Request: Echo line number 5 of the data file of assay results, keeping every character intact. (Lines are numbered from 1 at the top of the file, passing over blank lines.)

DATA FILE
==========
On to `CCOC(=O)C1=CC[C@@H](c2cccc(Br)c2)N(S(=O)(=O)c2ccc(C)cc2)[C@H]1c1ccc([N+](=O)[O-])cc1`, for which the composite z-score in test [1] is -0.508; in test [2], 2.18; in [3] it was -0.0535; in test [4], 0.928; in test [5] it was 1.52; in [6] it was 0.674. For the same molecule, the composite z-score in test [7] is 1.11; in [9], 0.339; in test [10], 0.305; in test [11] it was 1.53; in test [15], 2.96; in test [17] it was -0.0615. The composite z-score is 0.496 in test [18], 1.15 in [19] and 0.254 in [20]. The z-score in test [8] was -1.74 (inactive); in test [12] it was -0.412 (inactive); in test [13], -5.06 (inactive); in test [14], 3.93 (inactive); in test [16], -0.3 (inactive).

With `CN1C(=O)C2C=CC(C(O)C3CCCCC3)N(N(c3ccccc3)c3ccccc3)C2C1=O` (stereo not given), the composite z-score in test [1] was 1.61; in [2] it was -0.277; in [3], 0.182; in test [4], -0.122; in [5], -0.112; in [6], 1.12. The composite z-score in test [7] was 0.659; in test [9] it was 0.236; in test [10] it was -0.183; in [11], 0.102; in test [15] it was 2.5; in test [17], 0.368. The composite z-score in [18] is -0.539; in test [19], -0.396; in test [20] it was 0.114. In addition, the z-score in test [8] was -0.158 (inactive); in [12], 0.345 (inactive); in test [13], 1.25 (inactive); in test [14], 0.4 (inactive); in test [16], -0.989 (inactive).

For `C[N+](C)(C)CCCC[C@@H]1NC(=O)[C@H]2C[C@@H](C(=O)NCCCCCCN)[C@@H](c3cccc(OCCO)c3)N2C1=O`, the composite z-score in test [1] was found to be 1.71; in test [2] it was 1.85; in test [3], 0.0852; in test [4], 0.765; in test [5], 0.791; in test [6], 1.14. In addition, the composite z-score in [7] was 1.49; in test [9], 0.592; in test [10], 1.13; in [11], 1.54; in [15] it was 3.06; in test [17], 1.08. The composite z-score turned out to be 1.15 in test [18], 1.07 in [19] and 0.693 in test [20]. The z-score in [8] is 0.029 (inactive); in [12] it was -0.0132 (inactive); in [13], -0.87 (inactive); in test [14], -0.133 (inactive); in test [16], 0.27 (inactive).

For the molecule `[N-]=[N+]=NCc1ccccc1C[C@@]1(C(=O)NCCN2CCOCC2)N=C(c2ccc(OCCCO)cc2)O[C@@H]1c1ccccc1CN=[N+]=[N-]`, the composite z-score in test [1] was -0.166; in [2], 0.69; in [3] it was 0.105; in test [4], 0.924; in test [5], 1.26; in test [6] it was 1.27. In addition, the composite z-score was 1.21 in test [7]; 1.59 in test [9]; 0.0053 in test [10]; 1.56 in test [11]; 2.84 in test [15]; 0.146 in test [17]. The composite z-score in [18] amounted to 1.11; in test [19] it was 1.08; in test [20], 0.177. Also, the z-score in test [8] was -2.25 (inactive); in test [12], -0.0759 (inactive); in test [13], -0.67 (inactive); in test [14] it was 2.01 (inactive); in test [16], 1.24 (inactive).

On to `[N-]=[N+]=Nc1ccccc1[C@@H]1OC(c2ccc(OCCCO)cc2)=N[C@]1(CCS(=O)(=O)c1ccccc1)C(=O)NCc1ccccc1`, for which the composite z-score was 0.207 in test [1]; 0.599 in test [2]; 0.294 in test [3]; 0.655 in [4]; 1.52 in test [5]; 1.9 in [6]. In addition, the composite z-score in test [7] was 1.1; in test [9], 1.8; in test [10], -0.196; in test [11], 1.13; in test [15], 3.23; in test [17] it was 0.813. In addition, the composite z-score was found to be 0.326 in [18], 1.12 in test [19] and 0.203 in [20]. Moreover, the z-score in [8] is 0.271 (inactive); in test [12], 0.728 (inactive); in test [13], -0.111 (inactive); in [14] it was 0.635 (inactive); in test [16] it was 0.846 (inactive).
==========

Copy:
On to `[N-]=[N+]=Nc1ccccc1[C@@H]1OC(c2ccc(OCCCO)cc2)=N[C@]1(CCS(=O)(=O)c1ccccc1)C(=O)NCc1ccccc1`, for which the composite z-score was 0.207 in test [1]; 0.599 in test [2]; 0.294 in test [3]; 0.655 in [4]; 1.52 in test [5]; 1.9 in [6]. In addition, the composite z-score in test [7] was 1.1; in test [9], 1.8; in test [10], -0.196; in test [11], 1.13; in test [15], 3.23; in test [17] it was 0.813. In addition, the composite z-score was found to be 0.326 in [18], 1.12 in test [19] and 0.203 in [20]. Moreover, the z-score in [8] is 0.271 (inactive); in test [12], 0.728 (inactive); in test [13], -0.111 (inactive); in [14] it was 0.635 (inactive); in test [16] it was 0.846 (inactive).